A Story of Silicon Valley: Sexism, Secrets and Internet Jerks

Julie Ann Horvath shocked the tech world on Friday night by announcing via Twitter that she was leaving her tech company Github due to harassment from her corporate leadership. Horvath’s Twitter feed delves into the nitty-gritty details of her departure:



Horvath, an influential software engineer, has always been a spokeswoman for gender equality in her field – which is notorious for its “brogrammer” culture. She even founded the woman-targeted outreach program "Passion Projects" – a growing lecture series that encourages women to enter the tech industry.

Horvath originally had to defend her decision to work for the start-up, which proved to be nowhere near as progressive as she was led to believe. Now, she's sorry she ever spoke in GitHub's favor:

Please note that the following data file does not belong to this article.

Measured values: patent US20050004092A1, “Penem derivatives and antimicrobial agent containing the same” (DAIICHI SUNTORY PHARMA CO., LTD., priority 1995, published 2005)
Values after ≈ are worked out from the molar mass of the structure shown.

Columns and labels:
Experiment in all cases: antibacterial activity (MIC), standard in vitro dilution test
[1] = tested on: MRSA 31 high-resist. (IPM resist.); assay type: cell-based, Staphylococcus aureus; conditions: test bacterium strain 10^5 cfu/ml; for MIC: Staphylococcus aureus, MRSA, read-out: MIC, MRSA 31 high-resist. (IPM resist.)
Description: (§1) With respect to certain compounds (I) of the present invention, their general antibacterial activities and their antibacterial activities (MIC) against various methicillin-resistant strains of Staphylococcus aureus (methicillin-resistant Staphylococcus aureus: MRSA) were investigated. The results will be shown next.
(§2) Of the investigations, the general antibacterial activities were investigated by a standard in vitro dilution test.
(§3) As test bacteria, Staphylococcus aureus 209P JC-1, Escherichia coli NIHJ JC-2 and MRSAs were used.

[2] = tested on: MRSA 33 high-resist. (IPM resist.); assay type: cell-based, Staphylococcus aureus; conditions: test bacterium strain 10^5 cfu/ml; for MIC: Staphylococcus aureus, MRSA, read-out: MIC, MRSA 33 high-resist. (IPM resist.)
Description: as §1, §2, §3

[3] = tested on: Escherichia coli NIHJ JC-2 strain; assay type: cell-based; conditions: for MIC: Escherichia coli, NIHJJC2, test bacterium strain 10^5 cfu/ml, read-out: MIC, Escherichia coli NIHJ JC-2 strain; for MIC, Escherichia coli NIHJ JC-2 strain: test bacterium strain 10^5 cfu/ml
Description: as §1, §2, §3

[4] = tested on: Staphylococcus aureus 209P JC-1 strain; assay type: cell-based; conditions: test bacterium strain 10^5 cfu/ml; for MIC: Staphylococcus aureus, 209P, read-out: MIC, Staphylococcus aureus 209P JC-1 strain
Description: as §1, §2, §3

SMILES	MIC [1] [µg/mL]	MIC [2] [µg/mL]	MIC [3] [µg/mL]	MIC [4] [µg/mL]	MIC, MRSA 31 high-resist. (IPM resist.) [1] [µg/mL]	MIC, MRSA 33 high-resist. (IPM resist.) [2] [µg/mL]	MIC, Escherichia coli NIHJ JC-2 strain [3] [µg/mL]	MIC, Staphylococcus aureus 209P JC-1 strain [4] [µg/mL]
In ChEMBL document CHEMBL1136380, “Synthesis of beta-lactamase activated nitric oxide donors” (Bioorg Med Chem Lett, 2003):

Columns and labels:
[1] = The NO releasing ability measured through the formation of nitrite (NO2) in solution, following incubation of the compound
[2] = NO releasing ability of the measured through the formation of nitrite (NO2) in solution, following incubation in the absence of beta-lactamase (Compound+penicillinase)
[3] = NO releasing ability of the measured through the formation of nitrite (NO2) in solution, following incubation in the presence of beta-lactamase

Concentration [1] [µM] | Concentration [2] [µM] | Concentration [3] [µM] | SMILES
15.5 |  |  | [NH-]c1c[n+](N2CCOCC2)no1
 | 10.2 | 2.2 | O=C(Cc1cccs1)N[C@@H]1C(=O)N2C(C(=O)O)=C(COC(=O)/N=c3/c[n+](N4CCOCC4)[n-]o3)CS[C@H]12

In an interview with TechCrunch, Horvath reveals her full version of events, which can be summarized as multiple accounts of blatant sexism and internal corruption.

After she realized the prevalence of these issues within the company and was not satisfied with how they were being dealt with, she quit. Horvath originally intended to leave quietly, but Silicon Valley’s extensive social media outlets made this impossible.

While her exit was still under wraps, a nasty post popped up on the newly popular Secret social network. And after experiencing the full internet vitriol, Horvath gave a very public notice: 


Horvath claims she's not merely seeking attention with her comments, but hopes to use this opportunity to expose the rampant sexism in her industry. Turning their own fire against them, as it were. 

Way to go, Julie Ann. 

Images courtesy of thinkprogress.org,  techcrunch.com, and Twitter

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